Archive for March 2006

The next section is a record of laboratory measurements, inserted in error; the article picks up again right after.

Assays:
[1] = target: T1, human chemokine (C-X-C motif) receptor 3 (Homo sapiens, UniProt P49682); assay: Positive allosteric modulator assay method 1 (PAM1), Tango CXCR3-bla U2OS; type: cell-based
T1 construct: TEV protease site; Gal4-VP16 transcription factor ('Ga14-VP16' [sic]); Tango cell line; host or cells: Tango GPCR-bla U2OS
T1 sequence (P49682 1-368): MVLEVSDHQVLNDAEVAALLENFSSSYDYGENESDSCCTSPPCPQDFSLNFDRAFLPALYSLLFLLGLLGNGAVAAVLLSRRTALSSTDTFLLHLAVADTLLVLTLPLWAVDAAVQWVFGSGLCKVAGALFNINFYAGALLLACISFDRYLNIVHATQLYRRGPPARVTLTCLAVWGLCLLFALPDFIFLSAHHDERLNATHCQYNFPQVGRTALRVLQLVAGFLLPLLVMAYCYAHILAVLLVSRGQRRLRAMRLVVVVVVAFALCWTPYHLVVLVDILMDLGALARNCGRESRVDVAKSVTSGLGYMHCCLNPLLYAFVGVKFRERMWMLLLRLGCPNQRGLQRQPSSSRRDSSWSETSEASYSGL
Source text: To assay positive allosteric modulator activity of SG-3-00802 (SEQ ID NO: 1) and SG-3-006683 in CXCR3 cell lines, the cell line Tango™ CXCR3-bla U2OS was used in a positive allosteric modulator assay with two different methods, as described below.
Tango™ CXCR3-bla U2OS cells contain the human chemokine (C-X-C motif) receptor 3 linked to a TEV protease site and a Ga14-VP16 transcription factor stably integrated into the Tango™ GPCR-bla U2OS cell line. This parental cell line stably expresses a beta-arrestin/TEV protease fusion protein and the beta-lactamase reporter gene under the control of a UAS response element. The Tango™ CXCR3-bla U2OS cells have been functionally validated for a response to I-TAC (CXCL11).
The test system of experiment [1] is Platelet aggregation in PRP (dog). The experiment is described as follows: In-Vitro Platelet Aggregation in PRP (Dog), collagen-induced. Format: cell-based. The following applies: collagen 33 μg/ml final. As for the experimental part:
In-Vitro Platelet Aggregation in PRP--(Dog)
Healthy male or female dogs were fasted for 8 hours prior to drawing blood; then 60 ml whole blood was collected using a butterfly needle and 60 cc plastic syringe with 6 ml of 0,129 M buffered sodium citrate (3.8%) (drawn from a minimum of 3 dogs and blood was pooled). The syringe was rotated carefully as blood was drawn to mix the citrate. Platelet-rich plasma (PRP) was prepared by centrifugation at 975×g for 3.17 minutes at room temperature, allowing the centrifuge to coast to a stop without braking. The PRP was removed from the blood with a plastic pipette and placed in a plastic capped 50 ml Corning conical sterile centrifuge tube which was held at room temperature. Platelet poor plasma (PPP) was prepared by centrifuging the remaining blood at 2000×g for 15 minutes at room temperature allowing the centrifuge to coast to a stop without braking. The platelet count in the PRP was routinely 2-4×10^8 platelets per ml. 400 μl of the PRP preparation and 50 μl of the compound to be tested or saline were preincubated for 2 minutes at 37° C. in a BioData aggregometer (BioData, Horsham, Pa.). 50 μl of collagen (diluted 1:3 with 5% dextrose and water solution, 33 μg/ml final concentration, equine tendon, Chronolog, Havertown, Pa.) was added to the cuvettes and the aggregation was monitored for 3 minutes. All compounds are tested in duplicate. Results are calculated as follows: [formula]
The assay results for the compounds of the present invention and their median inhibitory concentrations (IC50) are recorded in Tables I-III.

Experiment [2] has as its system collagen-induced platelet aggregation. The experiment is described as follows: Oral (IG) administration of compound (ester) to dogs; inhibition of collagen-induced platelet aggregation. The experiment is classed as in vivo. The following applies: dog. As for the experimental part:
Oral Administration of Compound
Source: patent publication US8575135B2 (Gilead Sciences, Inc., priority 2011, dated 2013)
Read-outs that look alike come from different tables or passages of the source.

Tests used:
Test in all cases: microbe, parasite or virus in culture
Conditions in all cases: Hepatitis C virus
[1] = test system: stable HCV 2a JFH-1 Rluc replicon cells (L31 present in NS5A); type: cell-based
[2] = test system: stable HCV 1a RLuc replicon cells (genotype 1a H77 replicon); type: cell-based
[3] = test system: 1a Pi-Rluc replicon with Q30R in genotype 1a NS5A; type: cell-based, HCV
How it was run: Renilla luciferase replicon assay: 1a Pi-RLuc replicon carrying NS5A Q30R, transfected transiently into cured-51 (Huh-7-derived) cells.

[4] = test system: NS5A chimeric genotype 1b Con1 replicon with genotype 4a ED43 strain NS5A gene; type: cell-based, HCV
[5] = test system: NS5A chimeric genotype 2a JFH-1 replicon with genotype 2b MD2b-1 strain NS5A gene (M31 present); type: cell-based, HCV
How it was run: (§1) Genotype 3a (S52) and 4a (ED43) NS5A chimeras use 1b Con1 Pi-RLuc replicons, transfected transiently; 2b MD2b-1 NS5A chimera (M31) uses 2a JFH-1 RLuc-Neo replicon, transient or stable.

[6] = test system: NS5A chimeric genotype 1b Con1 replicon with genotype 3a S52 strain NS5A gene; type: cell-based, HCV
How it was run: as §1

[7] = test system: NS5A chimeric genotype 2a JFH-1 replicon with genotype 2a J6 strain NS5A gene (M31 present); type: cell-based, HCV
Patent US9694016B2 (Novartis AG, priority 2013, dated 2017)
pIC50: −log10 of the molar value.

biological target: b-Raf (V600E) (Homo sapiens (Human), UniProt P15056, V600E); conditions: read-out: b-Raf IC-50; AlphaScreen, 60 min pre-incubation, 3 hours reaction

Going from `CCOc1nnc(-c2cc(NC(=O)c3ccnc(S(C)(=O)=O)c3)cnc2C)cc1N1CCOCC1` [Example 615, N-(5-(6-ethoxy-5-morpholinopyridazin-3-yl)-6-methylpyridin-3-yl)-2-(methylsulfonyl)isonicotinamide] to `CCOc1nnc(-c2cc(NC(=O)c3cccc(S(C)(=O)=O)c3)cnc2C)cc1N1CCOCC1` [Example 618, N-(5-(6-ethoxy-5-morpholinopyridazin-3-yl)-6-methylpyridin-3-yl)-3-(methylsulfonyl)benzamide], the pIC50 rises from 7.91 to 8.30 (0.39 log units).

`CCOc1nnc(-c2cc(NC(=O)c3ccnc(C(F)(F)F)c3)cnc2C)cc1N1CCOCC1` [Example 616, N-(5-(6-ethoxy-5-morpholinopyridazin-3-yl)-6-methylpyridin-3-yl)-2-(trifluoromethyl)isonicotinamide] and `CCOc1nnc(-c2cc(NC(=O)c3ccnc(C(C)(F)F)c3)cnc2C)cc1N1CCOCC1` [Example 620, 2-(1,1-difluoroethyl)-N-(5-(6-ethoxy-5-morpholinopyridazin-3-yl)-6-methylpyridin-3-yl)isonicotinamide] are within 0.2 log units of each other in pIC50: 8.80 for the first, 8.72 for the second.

This is a story of China over the last 100 years, providing both a political and personal history. It is a chronology of Japanese occupation and civil war which took Mao to power with a cultural revolution in which teachers, writers and artists are all vilified by Mao and the Red Guards. For me, the interesting points of the book included the sheer courage of the women. The whole customary ‘foot-binding’ to be more attractive to men illustrated violence and endurance of that violence. Also, women’s roles and the differences attributed to wives and concubines. Striking was the notion of a wife ruling the concubine after the death of the husband, for example. This illustrated much control and power of women while simultaneously showing power and control over them. Among the characters, it was evident that the men suffered too. For example, the narrator’s father suffered more under Communism even though he was more of a Communist than the wife. His loyalty was first to the party, and then to his family, though this did not count for much with his 6 year prison sentence for supposed-political crimes against the party. The three ‘wild swans’ themselves each showed courage in different yet equal ways, from facing firing squads to risking their lives for freedom. Was one more courageous than the other? I could not decide. It was not an easy read, with the dreary political baggage and philosophies of ‘suffering will make you a better communist’. The notion of self-criticism was somewhat new to me, and strengthened my views on how people can be controlled through manipulation and intense power. Familial love was scrutinised and controlled by the governement despite the historical importance of the family in Chinese tradition. The Communist regime metted out harsh penalties for putting your family first. The story illustrated the plight of three women caught between concern for loved ones and social and political demands put upon them. I was left with the question, how did they juggle these? There was much violence and some shocking scenes, particularly the beating of the philosophy teacher by the students-it sent cold shudders down my spine, perhaps it felt a little too real for me, as a teacher myself. It reminded me how very fortunate we are to have our liberties and to be able to share our views with others, without fear for our lives, or the lives of our loved ones (incidently, this book is still banned in china). This is a challenging book. Three generations of memoirs and also a history of China in one. It made me question whether or not individual sacrifice is justified for the good of the people. A lengthy, somewhat difficult read, but insightful nonetheless.